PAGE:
Date Published: May 13, 2017, Updated: February 23, 2019 at 3:26 pm, Author: Alice
Potty training a puppy is hard work and requires an extreme amount of patience and discipline (on your part) to do. Puppies, like babies, are not born with an inherent knowledge of where and when it is appropriate to go to the bathroom, and so, until they are taught otherwise, they will go whenever and wherever they have the urge to do so—including on your Persian rug. Unfortunately, too many people do not take into consideration the fact that a puppy is essentially a baby. Instead of being patient and understanding with their new family member, they get mad and discipline him or her; in extreme instances, they even give the dog away to a shelter.
If you are going to adopt a new dog, you need to first understand what goes into potty training so that you can ensure the best possible life for both you and him.
First and foremost, you need to understand your responsibilities for making sure the learning process is smooth, quick, and relatively painless. Some things to consider before beginning your instruction include:
Now that you know what you need to do to ensure successful potty training, let’s talk methods.
There are three recognized methods for teaching dogs proper potty etiquette:
If you don’t want to deal with the mess of having to clean up your dog’s mess every time they go, or if you don’t want your house to smell of dog urine or feces, outdoor training is the best option for you. However, it is also the method that requires the most discipline on your part.
Begin your instruction by taking Fido out to eliminate first thing in the morning, and then every 30 minutes to an hour, after each meal, and before bedtime. This part is important, as your puppy has no way (or knowledge of how) to control it his bowels. If you or someone else will not be home for full days during the learning period, this method may not be for you.
Once outside, take your puppy to the same spot he went last time, as his scent will prompt him to go. Do not let him out on his own if he is not fully trained, as he will just run around and play, forgetting to go, which could lead to an accident indoors. Once he does go, give positive affirmation, and then take him for a walk as a reward.
Crate training is a popular teaching method for all dogs, as no dog wants to eliminate in what is essentially their living space. However, in order for crate training to work, you must get a cage that is just the right size: get one that is too small and they won’t want to go in it (plus, it will be uncomfortable for them), but get one that is too big and they may be able to “designate” an area for eliminating while still being able to comfortably lie down. Your pet’s crate should be just large enough for them to stand up, turn around, and lie down—not walk around.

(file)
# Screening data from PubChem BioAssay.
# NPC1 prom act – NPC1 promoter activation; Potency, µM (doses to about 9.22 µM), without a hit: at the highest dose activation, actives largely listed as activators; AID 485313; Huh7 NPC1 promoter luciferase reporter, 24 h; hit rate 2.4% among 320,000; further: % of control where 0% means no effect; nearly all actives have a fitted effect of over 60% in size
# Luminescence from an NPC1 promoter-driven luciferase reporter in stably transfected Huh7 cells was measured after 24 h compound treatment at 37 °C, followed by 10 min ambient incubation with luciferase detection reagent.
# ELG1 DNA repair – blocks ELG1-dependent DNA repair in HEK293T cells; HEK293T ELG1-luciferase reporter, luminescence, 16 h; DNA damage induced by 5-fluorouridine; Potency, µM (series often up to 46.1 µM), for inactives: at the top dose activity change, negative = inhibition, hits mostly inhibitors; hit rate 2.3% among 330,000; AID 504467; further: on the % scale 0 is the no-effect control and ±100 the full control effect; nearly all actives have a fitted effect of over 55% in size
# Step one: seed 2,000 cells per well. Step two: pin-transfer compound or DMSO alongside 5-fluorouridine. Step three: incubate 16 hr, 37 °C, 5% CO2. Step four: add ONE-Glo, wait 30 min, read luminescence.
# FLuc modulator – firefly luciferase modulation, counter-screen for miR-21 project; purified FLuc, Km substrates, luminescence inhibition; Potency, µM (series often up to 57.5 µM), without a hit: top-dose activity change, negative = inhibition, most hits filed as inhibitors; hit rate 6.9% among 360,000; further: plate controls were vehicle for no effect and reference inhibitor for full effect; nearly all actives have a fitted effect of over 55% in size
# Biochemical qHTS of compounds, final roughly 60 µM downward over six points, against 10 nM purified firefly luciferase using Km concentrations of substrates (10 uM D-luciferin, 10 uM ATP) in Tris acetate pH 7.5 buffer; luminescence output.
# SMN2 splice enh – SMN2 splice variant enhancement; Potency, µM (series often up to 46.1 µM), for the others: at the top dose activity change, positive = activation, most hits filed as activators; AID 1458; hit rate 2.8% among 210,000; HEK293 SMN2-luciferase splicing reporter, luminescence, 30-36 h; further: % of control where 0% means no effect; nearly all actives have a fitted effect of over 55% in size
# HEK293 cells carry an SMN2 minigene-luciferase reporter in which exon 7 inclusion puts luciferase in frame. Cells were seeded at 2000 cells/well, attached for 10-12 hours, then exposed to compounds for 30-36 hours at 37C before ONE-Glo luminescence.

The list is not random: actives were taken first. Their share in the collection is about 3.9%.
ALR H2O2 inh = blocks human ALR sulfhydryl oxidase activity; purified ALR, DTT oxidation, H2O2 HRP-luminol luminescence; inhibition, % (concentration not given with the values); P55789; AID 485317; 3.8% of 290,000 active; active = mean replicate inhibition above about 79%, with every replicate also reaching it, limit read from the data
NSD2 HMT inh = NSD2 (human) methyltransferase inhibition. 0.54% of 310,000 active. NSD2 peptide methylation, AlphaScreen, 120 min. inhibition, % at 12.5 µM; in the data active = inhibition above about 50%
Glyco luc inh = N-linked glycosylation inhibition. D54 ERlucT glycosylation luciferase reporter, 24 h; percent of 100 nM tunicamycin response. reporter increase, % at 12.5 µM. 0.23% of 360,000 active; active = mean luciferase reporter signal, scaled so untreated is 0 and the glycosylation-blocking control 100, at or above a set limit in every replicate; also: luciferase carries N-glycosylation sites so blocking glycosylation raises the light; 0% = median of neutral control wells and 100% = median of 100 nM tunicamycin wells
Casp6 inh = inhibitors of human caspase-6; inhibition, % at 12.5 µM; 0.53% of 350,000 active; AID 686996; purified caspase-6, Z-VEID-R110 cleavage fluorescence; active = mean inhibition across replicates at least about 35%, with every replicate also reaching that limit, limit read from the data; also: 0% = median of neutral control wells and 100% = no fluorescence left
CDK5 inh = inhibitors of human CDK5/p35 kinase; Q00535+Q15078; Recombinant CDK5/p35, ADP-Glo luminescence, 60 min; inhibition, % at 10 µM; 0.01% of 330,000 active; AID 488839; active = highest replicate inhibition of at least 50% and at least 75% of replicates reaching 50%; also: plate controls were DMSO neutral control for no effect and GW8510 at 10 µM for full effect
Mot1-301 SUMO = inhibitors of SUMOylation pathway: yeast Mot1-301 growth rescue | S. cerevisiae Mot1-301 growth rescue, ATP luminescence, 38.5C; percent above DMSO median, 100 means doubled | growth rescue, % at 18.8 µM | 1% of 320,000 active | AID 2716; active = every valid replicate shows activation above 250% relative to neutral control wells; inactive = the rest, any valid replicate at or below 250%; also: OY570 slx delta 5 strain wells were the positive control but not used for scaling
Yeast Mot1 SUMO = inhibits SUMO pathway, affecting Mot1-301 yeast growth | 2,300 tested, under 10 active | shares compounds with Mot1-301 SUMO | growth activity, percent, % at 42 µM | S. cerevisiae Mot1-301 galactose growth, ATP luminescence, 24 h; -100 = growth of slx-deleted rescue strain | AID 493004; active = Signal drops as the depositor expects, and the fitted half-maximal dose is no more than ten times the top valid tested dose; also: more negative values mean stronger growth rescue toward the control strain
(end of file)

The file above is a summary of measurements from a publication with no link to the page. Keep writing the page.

When crate training your pup, stick to the same rules as outdoor training—take them out to eliminate first thing in the morning, after each meal, and before bedtime. Though crate training gives you more flexibility as a dog owner (as you don’t have to worry about them soiling your home while you’re gone), it is still recommended that your puppy go out every 30 minutes to an hour while potty training.
Another benefit of crate training is that your pup will generally let you know when they have to go by whining or scratching at their crate, eliminating any guesswork.
Training your puppy to pee on a pad or paper is tough, as it sends so many different messages. On one hand, you don’t want them to eliminate in the house. On the other, you’re encouraging them to do just that, but in a designated area. Then, you also want to teach them to go outdoors and to resort to that option first and foremost. Understandably, pee-pad training can be very confusing for any puppy or dog.
However, for some people, pee-pad training is the only viable option. Many dog owners don’t have the option of running home several times a day to let their dog out, necessitating a need for a spot where they can go indoors if they have to. In other instances, a dog may be too small to go out on a snowy or windy day. Whatever the reason, pee-pad training may not be the best option, but it’s available all the same.
A common problem that new dog owners face when potty training their puppy is frequent accidents in the same spot(s) of the house—even after they’ve been almost fully trained outdoors. While this can be frustrating, the solution is simple: re-clean the spot. Dogs have a phenomenal sense of smell, and, as explained above, they like to eliminate in a spot where they can detect their own scent. When cleaning up after your puppy, keep the following tips in mind:
If that does not work, you may have to replace that section of carpet and carpet completely.
With patience and persistence, your puppy will learn potty etiquette in no time! However, keep in mind that every puppy is different, and while a friend’s dog may have been trained at 12-weeks-old, yours might not be until he or she is 5-months-old! Additionally, where you adopt your puppy from can make a huge difference in how long it will take to teach them. A pup that came from a responsible breeder who was already working on the basics may be trained within weeks of coming home with you; on the other hand, a dog that came from the pound, with no prior coaching whatsoever, could take a full year to finally develop potty etiquette.
Teaching a puppy bathroom etiquette can be difficult, but once they grasp the concept, all that work will have been well worth it! Don’t give up on your new pet, and good luck!